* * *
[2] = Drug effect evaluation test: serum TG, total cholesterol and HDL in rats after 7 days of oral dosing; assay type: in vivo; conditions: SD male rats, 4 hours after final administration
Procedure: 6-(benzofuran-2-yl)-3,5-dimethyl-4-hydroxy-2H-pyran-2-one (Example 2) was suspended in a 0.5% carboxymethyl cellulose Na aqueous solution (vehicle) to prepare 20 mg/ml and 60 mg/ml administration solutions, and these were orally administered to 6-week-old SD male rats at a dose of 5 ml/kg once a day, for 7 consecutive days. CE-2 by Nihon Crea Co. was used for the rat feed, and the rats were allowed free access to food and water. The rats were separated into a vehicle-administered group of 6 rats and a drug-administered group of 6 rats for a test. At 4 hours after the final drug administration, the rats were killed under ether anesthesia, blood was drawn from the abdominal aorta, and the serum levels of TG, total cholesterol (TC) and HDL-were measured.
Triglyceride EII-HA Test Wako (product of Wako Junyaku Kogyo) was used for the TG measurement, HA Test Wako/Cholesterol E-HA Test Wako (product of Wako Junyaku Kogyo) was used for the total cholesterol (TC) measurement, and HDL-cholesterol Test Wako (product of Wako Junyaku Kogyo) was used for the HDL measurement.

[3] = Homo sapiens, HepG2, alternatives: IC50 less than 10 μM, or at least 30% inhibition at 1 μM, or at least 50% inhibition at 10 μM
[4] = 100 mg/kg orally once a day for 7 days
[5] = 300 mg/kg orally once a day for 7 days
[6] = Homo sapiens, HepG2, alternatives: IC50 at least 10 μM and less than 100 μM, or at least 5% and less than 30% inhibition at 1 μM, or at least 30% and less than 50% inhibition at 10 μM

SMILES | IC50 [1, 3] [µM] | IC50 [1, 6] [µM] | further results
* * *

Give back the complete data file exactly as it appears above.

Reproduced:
[2] = Drug effect evaluation test: serum TG, total cholesterol and HDL in rats after 7 days of oral dosing; assay type: in vivo; conditions: SD male rats, 4 hours after final administration
Procedure: 6-(benzofuran-2-yl)-3,5-dimethyl-4-hydroxy-2H-pyran-2-one (Example 2) was suspended in a 0.5% carboxymethyl cellulose Na aqueous solution (vehicle) to prepare 20 mg/ml and 60 mg/ml administration solutions, and these were orally administered to 6-week-old SD male rats at a dose of 5 ml/kg once a day, for 7 consecutive days. CE-2 by Nihon Crea Co. was used for the rat feed, and the rats were allowed free access to food and water. The rats were separated into a vehicle-administered group of 6 rats and a drug-administered group of 6 rats for a test. At 4 hours after the final drug administration, the rats were killed under ether anesthesia, blood was drawn from the abdominal aorta, and the serum levels of TG, total cholesterol (TC) and HDL-were measured.
Triglyceride EII-HA Test Wako (product of Wako Junyaku Kogyo) was used for the TG measurement, HA Test Wako/Cholesterol E-HA Test Wako (product of Wako Junyaku Kogyo) was used for the total cholesterol (TC) measurement, and HDL-cholesterol Test Wako (product of Wako Junyaku Kogyo) was used for the HDL measurement.

[3] = Homo sapiens, HepG2, alternatives: IC50 less than 10 μM, or at least 30% inhibition at 1 μM, or at least 50% inhibition at 10 μM
[4] = 100 mg/kg orally once a day for 7 days
[5] = 300 mg/kg orally once a day for 7 days
[6] = Homo sapiens, HepG2, alternatives: IC50 at least 10 μM and less than 100 μM, or at least 5% and less than 30% inhibition at 1 μM, or at least 30% and less than 50% inhibition at 10 μM

SMILES | IC50 [1, 3] [µM] | IC50 [1, 6] [µM] | further results